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WHO exhibits low confidence in COVID-19 vaccine, insists on safety measures 

By NewsDesk, with Agency report

The World Health Organisation has advised countries and governments world over to uphold strict compliance to coronavirus safety measures as there may never be a perfect vaccine for the deadly respiratory disease.

It explained that the noticeable drop in safety measures across the world with people’s changing attitudes to virality of the infection which contributed to resurgence and increase in positive cases of infections in recent times necessitated the concerns.

WHO Director-General,  Tedros Ghebreyesus, said that since the existence of possible or perfect cure for coronavirus infection has not been proven, it is imperative that the world stick with preventive measures which had proven effective in flattening curve of the virus.

Speaking on Monday during a virtual news briefing from the U.N. body’s headquarters in Geneva, Ghebreyesus noted that though some vaccines are currently being subjected to clinical evaluation, there might never be a “silver bullet” for COVID-19 in the form of a perfect vaccine and that the road to normality would be long, with some countries requiring a reset of strategy.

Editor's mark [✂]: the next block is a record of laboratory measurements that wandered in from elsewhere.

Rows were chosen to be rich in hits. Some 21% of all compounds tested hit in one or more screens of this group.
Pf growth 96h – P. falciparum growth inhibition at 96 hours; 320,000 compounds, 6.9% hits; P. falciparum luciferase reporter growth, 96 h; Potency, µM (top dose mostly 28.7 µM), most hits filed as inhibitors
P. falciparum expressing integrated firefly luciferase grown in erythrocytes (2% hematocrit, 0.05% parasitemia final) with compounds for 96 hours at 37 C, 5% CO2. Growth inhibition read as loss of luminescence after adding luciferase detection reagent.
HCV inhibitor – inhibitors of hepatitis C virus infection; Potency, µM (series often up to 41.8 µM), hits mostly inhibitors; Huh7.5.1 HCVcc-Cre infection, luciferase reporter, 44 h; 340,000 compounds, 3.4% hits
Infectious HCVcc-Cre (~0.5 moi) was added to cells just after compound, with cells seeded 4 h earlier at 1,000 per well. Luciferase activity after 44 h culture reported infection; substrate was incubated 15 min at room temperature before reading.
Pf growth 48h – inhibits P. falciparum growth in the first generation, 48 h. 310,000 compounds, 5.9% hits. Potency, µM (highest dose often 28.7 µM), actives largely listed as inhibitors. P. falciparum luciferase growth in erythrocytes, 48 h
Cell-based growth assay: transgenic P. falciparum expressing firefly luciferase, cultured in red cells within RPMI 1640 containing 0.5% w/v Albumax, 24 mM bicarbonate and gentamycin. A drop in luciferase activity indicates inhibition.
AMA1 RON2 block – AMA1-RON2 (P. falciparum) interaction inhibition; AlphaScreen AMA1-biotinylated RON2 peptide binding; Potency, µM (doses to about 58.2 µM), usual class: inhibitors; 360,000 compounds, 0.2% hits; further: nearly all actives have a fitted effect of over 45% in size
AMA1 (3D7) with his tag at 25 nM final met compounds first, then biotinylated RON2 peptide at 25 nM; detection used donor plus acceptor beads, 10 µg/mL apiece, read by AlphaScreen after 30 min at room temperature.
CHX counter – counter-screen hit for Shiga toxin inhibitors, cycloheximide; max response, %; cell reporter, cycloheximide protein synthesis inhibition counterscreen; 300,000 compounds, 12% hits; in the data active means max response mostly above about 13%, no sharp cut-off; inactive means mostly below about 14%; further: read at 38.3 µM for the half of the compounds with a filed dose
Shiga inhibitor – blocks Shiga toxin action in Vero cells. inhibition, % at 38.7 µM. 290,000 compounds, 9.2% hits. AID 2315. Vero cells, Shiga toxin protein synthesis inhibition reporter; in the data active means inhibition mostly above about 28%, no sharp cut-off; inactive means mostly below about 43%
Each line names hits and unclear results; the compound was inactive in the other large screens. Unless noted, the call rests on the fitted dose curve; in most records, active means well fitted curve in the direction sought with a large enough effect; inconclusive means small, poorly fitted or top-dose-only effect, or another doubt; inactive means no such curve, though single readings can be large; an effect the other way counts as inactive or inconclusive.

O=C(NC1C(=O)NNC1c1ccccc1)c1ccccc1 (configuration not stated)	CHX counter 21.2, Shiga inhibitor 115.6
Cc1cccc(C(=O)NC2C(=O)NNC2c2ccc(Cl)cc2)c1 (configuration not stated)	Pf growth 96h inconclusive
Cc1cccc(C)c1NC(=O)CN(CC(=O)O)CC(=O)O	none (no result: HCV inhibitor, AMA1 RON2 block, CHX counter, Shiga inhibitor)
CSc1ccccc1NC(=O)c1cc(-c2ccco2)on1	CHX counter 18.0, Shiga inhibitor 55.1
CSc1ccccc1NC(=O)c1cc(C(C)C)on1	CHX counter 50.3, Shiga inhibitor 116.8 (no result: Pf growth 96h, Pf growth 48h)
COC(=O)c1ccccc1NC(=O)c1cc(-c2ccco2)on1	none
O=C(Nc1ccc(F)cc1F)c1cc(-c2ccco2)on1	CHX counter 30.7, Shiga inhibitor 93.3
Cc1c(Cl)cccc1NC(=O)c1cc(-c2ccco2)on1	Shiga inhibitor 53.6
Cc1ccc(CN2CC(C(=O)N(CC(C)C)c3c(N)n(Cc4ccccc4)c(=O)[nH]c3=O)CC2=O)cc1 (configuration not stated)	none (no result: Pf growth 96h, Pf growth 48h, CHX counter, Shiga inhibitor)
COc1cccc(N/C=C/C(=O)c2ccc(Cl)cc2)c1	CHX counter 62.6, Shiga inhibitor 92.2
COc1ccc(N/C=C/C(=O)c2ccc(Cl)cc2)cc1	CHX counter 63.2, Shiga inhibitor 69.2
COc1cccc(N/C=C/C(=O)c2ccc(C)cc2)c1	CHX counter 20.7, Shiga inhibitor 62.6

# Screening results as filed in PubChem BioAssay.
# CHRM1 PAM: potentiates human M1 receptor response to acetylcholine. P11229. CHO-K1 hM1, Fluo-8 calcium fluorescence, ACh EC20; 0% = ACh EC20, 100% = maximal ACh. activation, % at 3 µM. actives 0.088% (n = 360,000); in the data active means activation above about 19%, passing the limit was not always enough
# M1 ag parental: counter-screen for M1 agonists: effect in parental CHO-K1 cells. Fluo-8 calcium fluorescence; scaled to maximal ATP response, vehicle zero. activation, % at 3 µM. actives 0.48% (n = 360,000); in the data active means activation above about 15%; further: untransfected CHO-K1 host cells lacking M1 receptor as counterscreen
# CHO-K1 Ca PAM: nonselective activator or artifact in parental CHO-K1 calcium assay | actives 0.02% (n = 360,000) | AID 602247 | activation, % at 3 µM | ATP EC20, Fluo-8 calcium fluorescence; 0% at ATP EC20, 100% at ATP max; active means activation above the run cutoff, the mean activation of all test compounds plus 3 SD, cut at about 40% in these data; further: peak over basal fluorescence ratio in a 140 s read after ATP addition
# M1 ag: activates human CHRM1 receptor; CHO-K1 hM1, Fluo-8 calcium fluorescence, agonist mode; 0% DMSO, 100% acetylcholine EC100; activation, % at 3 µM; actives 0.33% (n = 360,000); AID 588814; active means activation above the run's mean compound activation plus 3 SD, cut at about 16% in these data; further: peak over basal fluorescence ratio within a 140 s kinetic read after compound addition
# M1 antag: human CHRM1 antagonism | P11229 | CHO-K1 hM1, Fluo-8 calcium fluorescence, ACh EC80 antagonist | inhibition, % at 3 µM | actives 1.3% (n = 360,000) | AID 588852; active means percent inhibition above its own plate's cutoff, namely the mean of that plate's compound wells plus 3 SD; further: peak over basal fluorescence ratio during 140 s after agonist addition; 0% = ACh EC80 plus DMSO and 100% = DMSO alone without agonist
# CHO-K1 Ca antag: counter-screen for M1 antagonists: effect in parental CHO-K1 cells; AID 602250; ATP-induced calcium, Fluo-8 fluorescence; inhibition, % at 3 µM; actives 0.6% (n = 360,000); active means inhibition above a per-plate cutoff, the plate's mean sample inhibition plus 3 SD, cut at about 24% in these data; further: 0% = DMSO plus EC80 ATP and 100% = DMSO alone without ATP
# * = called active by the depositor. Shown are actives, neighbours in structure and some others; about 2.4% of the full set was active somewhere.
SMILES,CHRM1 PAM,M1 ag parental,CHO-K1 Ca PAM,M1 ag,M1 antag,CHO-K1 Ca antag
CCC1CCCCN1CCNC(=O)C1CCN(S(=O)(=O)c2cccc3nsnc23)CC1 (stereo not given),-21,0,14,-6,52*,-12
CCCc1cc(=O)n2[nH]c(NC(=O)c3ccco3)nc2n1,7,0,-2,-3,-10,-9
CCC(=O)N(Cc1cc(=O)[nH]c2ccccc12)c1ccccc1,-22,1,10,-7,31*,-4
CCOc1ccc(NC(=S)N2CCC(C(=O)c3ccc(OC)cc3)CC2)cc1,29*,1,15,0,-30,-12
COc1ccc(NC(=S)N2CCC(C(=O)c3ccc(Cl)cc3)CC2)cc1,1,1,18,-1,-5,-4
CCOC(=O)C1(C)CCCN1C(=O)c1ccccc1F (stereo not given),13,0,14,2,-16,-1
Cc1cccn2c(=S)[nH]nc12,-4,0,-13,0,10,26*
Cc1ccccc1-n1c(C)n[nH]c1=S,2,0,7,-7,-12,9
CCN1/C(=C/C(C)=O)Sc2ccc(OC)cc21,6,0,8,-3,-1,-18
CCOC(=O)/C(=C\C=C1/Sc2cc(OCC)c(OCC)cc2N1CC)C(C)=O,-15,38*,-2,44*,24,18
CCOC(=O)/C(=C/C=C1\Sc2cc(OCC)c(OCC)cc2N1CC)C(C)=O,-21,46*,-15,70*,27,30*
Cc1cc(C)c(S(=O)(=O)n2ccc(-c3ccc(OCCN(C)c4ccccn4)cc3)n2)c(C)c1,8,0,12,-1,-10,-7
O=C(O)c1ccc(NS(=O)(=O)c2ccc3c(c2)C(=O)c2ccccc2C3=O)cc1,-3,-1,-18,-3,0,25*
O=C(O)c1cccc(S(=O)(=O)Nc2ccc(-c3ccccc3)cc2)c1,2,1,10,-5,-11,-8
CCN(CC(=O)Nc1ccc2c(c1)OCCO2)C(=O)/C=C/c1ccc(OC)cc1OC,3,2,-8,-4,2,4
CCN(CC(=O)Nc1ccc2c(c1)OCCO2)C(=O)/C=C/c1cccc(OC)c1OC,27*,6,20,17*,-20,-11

Furthermore, the WHO chief enjoined nations to rigorously enforce health measures such as mask-wearing, social distancing, hand-washing, and testing, adding that face masks should become a symbol of solidarity around the world.

“The message to people and governments is clear: ‘Do it all.  A number of vaccines are now in phase three clinical trials and we all hope to have a number of effective vaccines that can help prevent people from infection. However, there’s no silver bullet at the moment – and there might never be,” he said.

The WHO head said that, while the coronavirus was the biggest health emergency since the early 20th century, the international scramble for a vaccine was also “unprecedented”.

“There are concerns that we may not have a vaccine that may work or its protection could be for just a few months, not more. But until we finish the clinical trials, we will not know,” he added.

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